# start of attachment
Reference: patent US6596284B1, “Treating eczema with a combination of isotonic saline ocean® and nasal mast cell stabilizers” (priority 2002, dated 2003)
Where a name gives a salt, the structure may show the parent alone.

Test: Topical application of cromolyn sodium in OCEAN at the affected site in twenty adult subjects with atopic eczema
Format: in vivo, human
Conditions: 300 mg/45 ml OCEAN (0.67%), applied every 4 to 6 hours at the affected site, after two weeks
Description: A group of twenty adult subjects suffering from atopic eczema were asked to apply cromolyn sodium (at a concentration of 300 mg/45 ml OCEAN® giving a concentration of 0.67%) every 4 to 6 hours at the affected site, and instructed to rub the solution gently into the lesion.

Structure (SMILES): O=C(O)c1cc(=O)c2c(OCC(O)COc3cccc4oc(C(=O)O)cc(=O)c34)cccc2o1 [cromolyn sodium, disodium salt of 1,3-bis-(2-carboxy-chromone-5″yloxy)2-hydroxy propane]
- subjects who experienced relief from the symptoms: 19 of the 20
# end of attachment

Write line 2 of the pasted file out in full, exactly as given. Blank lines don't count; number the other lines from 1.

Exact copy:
Where a name gives a salt, the structure may show the parent alone.